The above preview is unformatted text

This student written piece of work is one of many that can be found in our GCSE Green Plants as Organisms section.

Found what you're looking for?

  • Start learning 29% faster today
  • 150,000+ documents available
  • Just £6.99 a month

Not the one? Search for your essay title...
  • Join over 1.2 million students every month
  • Accelerate your learning by 29%
  • Unlimited access from just £6.99 per month

See related essaysSee related essays

Related GCSE Green Plants as Organisms essays

  1. Mangrove Soil Analysis

    Label each evaporating dish and weigh it. Record each weight at its appropriate name on the results table. 2. Add the dry soil samples from experiment 3 to their appropriately labeled dish. 3. Find the Mass of the dry soil present (No 3 on the results table)

  2. Free essay

    Solar Desalination Plant

    having the following points: * Relatively low salinity sea water readily available * In close proximity to a water treatment plant at Westernport * Government proposed area Figure 4: GPS photographic view of Hastings 3. CALCULATIONS 3.1 Water Calculations Total solar exposure based on the annual daily solar exposure taken

  1. Auxins: Plant growth Hormones.

    Wilt = more water lost than taken in which means loss of turgidity which means the loss of support which means the collapse of the plant. Growth movements by plants Plant shoots respond to gravity and Light A plant growth response is called tropism When shoots grow towards light it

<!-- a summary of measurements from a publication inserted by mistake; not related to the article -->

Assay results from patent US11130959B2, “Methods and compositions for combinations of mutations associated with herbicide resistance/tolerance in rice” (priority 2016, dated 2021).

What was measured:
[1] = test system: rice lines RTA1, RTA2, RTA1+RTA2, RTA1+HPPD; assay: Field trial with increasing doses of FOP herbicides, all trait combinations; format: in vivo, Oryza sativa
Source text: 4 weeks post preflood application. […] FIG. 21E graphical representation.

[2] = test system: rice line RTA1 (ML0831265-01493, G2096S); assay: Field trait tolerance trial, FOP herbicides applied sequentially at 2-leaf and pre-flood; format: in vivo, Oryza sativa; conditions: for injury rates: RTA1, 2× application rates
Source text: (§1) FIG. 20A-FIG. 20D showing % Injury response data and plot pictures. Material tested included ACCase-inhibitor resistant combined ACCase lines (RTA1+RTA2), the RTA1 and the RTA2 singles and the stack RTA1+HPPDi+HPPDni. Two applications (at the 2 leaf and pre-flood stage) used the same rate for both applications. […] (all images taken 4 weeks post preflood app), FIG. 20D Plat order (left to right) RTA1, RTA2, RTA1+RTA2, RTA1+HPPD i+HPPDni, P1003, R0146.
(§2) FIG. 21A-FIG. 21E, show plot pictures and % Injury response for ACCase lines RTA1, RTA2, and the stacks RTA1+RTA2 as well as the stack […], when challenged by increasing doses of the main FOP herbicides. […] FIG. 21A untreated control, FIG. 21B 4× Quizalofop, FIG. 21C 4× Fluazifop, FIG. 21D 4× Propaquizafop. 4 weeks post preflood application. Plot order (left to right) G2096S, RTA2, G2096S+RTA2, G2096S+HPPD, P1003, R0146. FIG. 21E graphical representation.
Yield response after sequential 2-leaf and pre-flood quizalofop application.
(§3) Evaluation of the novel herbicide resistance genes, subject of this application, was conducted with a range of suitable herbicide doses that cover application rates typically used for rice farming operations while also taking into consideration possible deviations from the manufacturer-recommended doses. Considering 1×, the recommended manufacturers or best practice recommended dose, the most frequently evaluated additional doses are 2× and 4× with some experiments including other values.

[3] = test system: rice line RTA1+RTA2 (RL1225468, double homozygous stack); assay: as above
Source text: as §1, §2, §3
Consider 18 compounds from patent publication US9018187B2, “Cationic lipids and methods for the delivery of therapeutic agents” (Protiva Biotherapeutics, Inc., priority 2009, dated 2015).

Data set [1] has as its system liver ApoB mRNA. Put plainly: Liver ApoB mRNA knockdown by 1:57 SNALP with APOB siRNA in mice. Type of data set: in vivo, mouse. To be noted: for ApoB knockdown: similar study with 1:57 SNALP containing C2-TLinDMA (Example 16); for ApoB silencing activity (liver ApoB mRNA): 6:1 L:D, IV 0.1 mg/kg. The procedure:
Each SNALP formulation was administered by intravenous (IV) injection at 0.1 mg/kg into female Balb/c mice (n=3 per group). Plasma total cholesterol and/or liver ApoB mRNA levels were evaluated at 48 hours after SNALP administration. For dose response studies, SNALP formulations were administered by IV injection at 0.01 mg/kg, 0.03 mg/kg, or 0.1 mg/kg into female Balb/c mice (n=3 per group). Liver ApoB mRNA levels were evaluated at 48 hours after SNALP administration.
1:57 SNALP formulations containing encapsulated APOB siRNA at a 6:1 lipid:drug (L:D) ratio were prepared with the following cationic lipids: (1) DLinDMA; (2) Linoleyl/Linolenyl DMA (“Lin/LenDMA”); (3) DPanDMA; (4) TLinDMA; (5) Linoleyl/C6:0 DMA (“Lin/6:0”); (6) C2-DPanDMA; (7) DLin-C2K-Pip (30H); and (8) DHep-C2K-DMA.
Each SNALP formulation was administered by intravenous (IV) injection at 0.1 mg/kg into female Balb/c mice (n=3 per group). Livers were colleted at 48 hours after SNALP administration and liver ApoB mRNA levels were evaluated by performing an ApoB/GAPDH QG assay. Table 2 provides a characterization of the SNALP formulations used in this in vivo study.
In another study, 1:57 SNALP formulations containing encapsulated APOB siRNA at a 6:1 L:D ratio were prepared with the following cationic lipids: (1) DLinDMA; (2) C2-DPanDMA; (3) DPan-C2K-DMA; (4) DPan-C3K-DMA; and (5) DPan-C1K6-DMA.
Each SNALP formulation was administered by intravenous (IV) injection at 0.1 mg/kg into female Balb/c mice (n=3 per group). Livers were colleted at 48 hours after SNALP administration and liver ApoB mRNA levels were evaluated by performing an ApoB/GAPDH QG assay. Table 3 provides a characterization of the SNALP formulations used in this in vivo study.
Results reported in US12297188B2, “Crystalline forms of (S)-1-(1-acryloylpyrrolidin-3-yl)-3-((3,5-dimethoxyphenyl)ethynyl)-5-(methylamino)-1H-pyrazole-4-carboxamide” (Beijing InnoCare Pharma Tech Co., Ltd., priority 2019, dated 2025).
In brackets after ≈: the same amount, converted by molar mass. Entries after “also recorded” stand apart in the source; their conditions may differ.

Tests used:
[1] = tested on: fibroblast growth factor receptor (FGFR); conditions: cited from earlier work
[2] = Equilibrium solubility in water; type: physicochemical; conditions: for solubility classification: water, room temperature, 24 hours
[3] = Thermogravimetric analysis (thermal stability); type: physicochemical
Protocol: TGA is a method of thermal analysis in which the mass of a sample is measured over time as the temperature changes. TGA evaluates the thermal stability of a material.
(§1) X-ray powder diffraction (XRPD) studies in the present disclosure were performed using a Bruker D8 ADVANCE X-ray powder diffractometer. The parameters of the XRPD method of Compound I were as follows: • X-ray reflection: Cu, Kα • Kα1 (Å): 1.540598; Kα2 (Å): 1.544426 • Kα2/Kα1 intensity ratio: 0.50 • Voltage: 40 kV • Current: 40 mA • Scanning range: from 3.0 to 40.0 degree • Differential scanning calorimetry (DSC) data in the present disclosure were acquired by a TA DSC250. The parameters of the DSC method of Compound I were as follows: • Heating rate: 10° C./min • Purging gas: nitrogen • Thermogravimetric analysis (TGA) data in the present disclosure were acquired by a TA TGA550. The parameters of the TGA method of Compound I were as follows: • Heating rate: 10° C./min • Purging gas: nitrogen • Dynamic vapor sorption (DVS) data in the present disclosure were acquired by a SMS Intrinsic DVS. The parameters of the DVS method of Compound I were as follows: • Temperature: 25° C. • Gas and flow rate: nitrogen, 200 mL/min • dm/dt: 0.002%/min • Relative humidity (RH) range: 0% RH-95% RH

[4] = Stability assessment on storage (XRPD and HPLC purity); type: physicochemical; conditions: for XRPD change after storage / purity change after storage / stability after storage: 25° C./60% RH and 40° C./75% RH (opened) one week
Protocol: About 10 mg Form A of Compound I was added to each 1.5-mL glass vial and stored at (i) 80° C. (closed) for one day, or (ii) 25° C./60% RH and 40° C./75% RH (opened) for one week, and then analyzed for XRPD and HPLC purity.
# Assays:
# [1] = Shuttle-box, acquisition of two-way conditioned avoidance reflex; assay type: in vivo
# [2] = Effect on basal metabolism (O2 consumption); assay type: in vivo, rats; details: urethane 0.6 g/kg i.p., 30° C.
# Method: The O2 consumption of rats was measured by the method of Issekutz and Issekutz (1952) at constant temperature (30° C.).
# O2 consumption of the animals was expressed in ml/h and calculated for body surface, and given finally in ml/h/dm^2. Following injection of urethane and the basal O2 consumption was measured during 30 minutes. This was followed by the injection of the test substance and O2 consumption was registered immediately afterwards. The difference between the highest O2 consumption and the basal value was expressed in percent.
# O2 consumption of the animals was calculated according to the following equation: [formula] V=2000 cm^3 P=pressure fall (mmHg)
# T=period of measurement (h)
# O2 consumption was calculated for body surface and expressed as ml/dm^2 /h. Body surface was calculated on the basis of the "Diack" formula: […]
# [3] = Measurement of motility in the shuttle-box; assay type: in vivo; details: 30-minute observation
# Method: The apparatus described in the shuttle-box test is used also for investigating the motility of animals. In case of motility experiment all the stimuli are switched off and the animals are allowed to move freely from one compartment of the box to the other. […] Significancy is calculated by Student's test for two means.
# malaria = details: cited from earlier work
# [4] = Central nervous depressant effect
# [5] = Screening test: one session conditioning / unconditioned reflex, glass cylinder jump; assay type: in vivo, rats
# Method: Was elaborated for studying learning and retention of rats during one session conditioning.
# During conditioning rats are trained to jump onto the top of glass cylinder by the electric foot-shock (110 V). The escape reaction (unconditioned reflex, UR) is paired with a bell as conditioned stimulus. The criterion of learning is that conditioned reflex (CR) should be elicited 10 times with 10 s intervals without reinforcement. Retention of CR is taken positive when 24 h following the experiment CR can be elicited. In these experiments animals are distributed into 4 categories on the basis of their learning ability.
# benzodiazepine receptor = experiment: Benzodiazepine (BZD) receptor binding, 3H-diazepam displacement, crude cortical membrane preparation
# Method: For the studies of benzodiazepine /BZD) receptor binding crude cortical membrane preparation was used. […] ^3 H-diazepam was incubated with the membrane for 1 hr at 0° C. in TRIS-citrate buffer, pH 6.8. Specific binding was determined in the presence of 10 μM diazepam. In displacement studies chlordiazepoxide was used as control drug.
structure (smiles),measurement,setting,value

2. Is photorespiration an effective mechanism for protecting against photoinhibition?

    Cytochrome b/f complex reduction. This occurs when photosystem II ( PSII) is working harder than photosystem I (PSI), resulting in a backlog of electrons and a reduction of the cytochrome b/f complex. Because the complex is highly reduced it can no longer accept electrons and so free O2, acts as the oxidant creating singlet oxygen.

  1. What is Drought?

    Types of drought There are many types of drought. * Permanent drought occurs in dry desert regions. There is hardly any rainfall, therefore deserts have drought all the time. However, desert people are good are surviving in these areas because they are used to the dry conditions and harsh environment.

  2. How did Leamington develop into a typical spa town of the mid nineteenth century?

    Gardens & Walks: There are numerous walkways and public gardens in Leamington including; Newbold Gardens later to be known as Jephson Gardens in aid of Dr Jephson who came to Leamington Spa in 1819 and helped the town to become more famous and fashionable.

  • Over 160,000 pieces
    of student written work
  • Annotated by
    experienced teachers
  • Ideas and feedback to
    improve your own work